More persuasive sexual ethic for young people badly needed
Lessons for the church in the present crisis extend well beyond clerical child abuse, writes GARRET FitzGERALD
FOR THE Catholic Church in Ireland, much will depend upon the manner in which Pope Benedict XVI responds to our current crisis. His decision to take the exceptional step of addressing a pastoral letter to the Irish people is encouraging, for it indicates an appreciation of the gravity of the situation. But it is not clear that Rome understands the extent to which the resolution of some of the problems of the Irish church would require a review of policies in Rome itself.
Thus, there is a clear need for Rome to reflect further on the criteria that have in recent times been applied in the selection by the papacy of nominees for bishoprics. Latterly, these criteria appear to have been narrowed down to two: first, acceptance of what many see as a counter- revolution against aspects of Vatican II, and, second, loyalty to Humanae Vitae, the 1968 encyclical which reaffirmed traditional teaching on abortion, contraception, and other issues pertaining to human life.
Over-emphasis on these two requirements is seen by many as having militated against the intellectual quality, theological capacity, and even administrative competence of such appointees. Nomination to bishoprics by the Curia seems to have effectively replaced the original process by which bishops were nominated by the clergy (or, earlier, clergy and people) of each diocese.
Moreover, if the 2001 requirement to report all cases of clerical child abuse to Rome can be seen as reflecting a sense of the horrific character of such clerical abuse, the accompanying requirement that secrecy be maintained about these crimes showed an equally horrific disregard for the interests of the children. Our bishops clearly saw this secrecy provision as precluding them from reporting such cases to the Garda.
Fr Vincent Twomey’s attempts last week to argue that reporting such cases to the Garda would not have breached Rome’s secrecy requirement was totally unconvincing.
Two final points on this issue. At least 95 per cent of our Catholic clergy are innocent of any involvement in clerical child abuse – and are as horrified as the rest of us. They deserve our sympathy. In addition, recent research has shown that only 3 per cent of Irish children who have been sexually abused say they were victims of members of the Catholic clergy. Should we not, therefore, be directing much more of our concern at the other 97 per cent of the abusers – most of whom appear to be family members, or family friends?
Let me turn now, briefly, to another quite different aspect of the Catholic Church’s role on sexual issues, about which I have in recent years addressed several meetings of teachers organised by secondary school principals.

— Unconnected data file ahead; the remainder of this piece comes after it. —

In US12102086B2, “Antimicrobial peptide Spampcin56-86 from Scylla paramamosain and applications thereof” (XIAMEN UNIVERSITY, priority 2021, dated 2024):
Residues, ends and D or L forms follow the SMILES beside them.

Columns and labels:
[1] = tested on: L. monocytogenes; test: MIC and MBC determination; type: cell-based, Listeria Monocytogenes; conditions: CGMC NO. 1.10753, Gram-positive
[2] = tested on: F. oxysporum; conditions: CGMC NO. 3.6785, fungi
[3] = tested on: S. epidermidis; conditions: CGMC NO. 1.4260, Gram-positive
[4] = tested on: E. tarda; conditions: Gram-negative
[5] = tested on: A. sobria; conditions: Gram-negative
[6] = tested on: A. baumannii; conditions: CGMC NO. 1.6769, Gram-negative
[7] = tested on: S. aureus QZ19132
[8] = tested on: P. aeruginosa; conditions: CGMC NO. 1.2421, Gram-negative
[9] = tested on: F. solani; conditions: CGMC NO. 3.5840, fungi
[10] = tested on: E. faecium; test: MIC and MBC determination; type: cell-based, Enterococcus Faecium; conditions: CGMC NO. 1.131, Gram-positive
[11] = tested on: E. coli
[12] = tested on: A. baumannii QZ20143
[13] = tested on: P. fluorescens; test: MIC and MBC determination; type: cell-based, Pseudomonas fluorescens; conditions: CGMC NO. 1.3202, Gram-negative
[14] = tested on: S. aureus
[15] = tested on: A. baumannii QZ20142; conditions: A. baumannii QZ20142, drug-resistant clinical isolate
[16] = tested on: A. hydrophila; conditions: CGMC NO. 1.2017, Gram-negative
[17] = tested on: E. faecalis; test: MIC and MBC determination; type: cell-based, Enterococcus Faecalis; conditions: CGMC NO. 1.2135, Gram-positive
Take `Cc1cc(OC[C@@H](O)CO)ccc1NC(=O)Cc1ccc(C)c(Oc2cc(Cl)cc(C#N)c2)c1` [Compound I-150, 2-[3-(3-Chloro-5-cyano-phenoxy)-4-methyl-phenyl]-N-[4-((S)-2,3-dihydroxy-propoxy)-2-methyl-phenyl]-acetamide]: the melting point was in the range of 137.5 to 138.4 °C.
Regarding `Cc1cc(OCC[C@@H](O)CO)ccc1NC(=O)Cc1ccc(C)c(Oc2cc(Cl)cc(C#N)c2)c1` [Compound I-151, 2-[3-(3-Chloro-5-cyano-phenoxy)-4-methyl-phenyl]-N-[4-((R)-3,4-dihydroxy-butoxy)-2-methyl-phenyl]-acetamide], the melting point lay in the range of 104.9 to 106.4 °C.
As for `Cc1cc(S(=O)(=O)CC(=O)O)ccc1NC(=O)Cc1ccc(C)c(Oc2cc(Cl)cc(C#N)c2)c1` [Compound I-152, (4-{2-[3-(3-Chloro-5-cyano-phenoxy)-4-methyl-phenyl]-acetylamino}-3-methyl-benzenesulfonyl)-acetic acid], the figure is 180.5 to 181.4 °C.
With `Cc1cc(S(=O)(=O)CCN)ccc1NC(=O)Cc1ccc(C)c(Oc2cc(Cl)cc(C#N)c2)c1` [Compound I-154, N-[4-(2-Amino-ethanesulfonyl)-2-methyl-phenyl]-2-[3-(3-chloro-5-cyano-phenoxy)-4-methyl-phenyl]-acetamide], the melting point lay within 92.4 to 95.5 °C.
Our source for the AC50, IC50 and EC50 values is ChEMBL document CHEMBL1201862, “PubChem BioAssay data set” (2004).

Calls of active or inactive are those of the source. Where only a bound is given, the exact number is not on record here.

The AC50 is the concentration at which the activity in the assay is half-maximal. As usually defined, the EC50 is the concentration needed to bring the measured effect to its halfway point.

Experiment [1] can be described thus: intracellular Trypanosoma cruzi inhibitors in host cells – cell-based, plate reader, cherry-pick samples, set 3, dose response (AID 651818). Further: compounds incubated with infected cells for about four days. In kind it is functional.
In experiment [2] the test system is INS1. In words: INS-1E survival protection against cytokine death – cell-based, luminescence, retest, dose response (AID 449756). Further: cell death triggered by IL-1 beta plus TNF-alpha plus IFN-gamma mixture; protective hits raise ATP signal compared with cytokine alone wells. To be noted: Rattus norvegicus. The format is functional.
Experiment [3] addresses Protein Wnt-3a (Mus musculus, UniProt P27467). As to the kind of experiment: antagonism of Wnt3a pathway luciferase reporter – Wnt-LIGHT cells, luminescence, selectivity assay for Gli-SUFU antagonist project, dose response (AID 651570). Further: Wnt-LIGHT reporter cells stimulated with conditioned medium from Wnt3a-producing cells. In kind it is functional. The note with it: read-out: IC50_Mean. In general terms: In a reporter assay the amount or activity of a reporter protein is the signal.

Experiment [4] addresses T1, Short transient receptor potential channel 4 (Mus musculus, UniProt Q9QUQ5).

Much discussion about sexual morality is quite unhistorical, for that morality is not a particular product of Roman Catholic teaching – as many ill-informed “liberals” seem to believe. It is instead an inheritance from pre-Christian civilisations such as those of Rome and of Judaism, and based on a rational recognition that, at least outside tropical climates, the exceptionally prolonged upbringing required by human children is normally best provided within a stable two-parent nuclear family.
Towards this end it was usual for marriage to follow shortly after puberty: a situation in which it did not seem unreasonable, or unduly repressive, to propose as a norm abstention from sexual activity before marriage.
The scale of the biological and social changes in western society in the second half of the 20th century is still not fully realised. The age of puberty declined, while simultaneously the proportion of women engaged in paid work rose over 10-fold, from 5 per cent in 1966 to about 55 per cent by 2006. This in turn led to a massive postponement of marriage. Whereas 30 years ago over four-fifths of women were married by the age of 27, in 2006 two-thirds were still unmarried at that age. The consequent sudden drastic increase in the gap between the age of puberty and the typical age of marriage – now close to 30 – has created a totally new situation with respect to traditional sexual morality. For it is now clearly totally unrealistic to propose as a norm pre-marital sexual abstinence for a period as long as 15 or more years.
In these circumstances, discouragement of sexual promiscuity requires the emergence of a new ethic – one that encourages responsibility in pre-marital sexual activity as a part of close human relationships that will lead eventually to marriage and the formation of a nuclear family.
The need for guidance of young people along these lines is particularly acute in Ireland, because our teenage pregnancy rate is higher than in any part of western Europe – except Britain.
I believe that a real problem in this area may be the Catholic “ethos” of some – although certainly not all – of our Catholic secondary, and perhaps also primary, schools.
To the extent that the ethos of some of these religious schools may still be requiring traditional Catholic sexual teaching, this may be inhibiting practical guidance to teenagers of a credible kind that would help them to avoid some of the pitfalls of premature sexual experience.
So, in addition to the argument for reviewing the overwhelmingly religious character of our schools system in the light of the problem of clerical child abuse, there may also be a further case for such a review in order to facilitate the presentation to the young of a more persuasive sexual ethic than the no longer relevant traditional teaching, to which for the time being the church remains committed.